But it has never been just the location that makes the theater special. It’s the mindset behind the eager theatergoer; the one who is willing to pay sometimes-exorbitant amounts of money because they want to escape the cares of their everyday lives for a few hours. They want to escape into the magic of movies. At least, that’s how it used to be.

Now, its seems, people have more important things to do. I imagine my row-mate, sitting at a Friday morning screening, really wanted to see “Pacific Rim.” But showing up to the theater isn’t enough. He clearly had more important things to take care of that day. And that’s great. But why did he have to come to the theater to realize that?

If I can’t put my life on hold for a few hours to see a movie, I just won’t go. It’s that simple. I love the movies too much to treat them as a sideshow to my self-importance. We all bring baggage with us into the theater; it’s exactly that baggage that we’re trying to escape from, after all. But I’ve gone to the theater before with too much going on in my life, too many stresses and anxieties, and I’ve been miserable even while watching great movies. I would not allow myself to get lost.

If the movies are going to continue to provide escapism from the routine of our everyday lives, we must allow ourselves to escape. If they are going to transport us, we must allow ourselves to be transported. Otherwise, we might as well just go home.

Pacific Rim Review: The monster movie you’ve been waiting for

The formula for a film like “Pacific Rim” is not complicated. Take giant aliens who come from the ocean, add giant man-made robots to fight the global threat, add in a little Guillermo del Toro-inspired madness, and voila.

In truth, formula alone does not make a movie, but it is in its simple structure and stick-to-your-ribs genre purity that “Pacific Rim” stands out as the best big-budget release of the summer.

When the menacing Kaiju emerge from the sea and start wreaking havoc on not-too-distant-future humanity, we decide to create Jeagers, giant robots controlled by top military combat personnel around the world. The humans’ resistance seems to be working, but the Kaiju are getting stronger, and the UN decides to shut the Jaeger program down after too many soldiers (and their pricy machines) are killed.

Our main character, the impossibly good-looking soldier Raleigh Beckett (Charlie Hunnam), disappears after his brother Yancy is killed during a Kaiju attack. Jaeger pilots work in pairs of two via a “mind meld” (each controlling one hemisphere of the Jaeger’s “brain,” and the team works in tandem to control every aspect of the Jaeger’s movements. But the mind meld allows each pilot to see the other’s memories, and Raleigh hasn’t gotten over his severed mental connection to his brother.

Meanwhile, world governments have resorted to building large walls to keep the Kaiju out, but they don’t seem to be working. The Jaeger program has turned into an underground resistance movement, led by the intimidating Stacker Pentecost (Idris Elba, and yes, all the names in this movie are ridiculous), who tracks Raleigh down, Raleigh, one of the last living Jaeger pilots, in hopes of recruiting him to help carry a nuclear bomb to the Kaiju’s dimensional rift and closing the portal once and for all.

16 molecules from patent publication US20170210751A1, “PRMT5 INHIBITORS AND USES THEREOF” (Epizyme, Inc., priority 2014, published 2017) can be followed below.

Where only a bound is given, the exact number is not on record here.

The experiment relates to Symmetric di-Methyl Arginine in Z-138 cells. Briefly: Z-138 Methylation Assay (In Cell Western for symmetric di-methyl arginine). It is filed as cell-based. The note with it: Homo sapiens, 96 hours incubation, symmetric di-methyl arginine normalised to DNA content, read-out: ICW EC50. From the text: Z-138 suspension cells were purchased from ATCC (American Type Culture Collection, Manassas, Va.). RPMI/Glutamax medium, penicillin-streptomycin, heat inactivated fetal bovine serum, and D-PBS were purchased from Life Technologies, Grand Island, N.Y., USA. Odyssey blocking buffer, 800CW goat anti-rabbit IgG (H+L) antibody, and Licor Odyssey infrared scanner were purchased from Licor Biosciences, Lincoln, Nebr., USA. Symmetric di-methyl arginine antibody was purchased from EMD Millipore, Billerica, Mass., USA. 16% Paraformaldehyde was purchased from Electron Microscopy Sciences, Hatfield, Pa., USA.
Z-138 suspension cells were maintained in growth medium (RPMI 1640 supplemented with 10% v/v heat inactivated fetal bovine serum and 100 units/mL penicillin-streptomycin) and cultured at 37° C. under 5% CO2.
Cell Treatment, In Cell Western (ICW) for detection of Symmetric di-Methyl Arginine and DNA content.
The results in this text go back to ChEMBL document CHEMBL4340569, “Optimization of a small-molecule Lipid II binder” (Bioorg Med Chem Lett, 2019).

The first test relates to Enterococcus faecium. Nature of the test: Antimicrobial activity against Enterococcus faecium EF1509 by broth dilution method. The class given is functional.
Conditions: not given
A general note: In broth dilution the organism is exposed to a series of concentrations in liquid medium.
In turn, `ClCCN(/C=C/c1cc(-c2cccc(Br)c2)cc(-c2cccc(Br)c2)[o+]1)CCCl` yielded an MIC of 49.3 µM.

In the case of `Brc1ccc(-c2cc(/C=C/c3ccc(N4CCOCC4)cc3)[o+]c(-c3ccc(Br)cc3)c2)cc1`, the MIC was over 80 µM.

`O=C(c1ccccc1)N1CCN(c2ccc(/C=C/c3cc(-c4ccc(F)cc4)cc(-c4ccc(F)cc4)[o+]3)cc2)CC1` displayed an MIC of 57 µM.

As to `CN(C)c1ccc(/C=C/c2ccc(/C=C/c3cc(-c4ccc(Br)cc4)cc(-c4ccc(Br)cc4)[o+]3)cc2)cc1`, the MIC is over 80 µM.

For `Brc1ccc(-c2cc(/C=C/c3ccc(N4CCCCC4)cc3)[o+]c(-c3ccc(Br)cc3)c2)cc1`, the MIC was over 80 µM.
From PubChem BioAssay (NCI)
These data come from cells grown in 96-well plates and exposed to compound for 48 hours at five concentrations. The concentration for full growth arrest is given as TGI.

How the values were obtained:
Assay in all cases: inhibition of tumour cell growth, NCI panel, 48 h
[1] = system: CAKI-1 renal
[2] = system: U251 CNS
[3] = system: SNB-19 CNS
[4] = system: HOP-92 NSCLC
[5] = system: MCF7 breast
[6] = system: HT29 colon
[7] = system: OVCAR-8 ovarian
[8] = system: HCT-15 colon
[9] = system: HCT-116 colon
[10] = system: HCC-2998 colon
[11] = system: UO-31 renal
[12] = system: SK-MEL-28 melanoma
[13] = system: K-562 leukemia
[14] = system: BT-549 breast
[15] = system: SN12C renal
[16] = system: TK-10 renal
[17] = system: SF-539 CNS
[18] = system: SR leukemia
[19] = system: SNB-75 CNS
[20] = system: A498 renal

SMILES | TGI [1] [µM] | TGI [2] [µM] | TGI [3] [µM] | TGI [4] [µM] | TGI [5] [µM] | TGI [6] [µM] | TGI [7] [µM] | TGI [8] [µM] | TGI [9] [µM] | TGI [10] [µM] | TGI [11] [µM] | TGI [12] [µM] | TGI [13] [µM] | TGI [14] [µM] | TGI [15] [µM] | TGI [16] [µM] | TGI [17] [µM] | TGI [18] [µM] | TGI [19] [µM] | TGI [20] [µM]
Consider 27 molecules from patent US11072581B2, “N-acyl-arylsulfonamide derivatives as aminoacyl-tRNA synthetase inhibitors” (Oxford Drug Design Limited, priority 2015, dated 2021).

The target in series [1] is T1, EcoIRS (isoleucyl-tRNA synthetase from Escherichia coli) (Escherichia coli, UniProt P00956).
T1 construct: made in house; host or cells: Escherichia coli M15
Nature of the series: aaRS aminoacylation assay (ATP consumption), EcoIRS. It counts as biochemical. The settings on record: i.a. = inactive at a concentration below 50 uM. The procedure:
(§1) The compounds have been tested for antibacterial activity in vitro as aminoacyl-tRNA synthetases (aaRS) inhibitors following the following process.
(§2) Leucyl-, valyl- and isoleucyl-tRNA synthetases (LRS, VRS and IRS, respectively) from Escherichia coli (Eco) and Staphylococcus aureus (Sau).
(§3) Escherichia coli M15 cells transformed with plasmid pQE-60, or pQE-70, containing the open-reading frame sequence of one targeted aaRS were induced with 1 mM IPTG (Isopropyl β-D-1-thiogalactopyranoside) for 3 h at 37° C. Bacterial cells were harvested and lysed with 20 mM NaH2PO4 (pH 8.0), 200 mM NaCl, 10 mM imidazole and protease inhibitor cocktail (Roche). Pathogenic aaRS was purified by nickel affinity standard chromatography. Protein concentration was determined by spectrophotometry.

As Raleigh agrees, he comes across a refreshingly diverse set of supporting characters in the form of fellow Jaeger pilots, including a father-son Australian team and a mysterious Japanese recruit named Mako (Rinko Kikuchi), who senses an immediate connection to Raleigh she can’t quite explain.

I couldn’t imagine a movie like this being made by someone other than Guillermo del Toro. The dude can shoot an action scene. The towering Jaegers are impressive digital creations, and the imposing Kaiju even more so. This is a filmmaker who has staked a career on boundless visual creativity, and it holds true here. The combat sequences are truly something to behold. I suppose some might find some of the environments and cityscapes a bit derivative, but it’s hard to argue when there are so many things for your eye to catch in every scene.

As far as plot is concerned, mostly everything is predictable, but one advantage del Toro has over the monster movies he so clearly pays tribute to is smart dialogue and surprisingly three-dimensional characters. In particular, Idris Elba as Stacker manages the tricky feat of having a sympathetic backstory while still being a complete badass (even when half his dialogue is reduced to grand speechifying). The evolving relationship between Raleigh and Mako is also refreshing in its unpredictability. There’s even some tremendous comic relief in the form of a scene-stealing Ron Perlman (who else) as a shady black-market Kaiju organ dealer.

As the film’s conflicts ratchet up, it thankfully avoids the curse of “science-ese” that has plagued movies like “Man of Steel.” Just because things get more complicated doesn’t mean we have to stop understanding why, and “Pacific Rim” strikes that tricky balance by keeping things light and allowing the audience to keep pace in understanding all the plot’s technological developments as they happen.

On that subject, thank God for a summer blockbuster that doesn’t talk down to its audience. Del Toro is that rare director who is aware of what his audience wants, and is intent to give it to them. It’s a modern monster movie; not a revision, not an interpretation; not a re-boot. Instead of trying to bog his film down with grand messages and morals, he decided to go all the way in making the most kick-ass action movie of the summer. And honestly, why do we need more than that? It’s del Toro’s playground, and I want to see him play. And does he ever.

Hollywood seems to think audiences crave summer movies with brooding anti-heroes, dark themes, and grand statements about the human condition. We don’t; that’s for Oscar season. We want stuff to blow up, but we also want to remember why it did. We also want to laugh in-between the carnage. In that regard, “Pacific Rim” is one of the few truly successful movies of the summer. At a (relatively) brisk 131 minutes, it has a good balance between action and story, and, most importantly, doesn’t overstay its welcome (unlike another metal man I can think of).

In terms of a film delivering on its formidable-yet-gleefully-juvenile promise, “Pacific Rim” is the movie of the summer.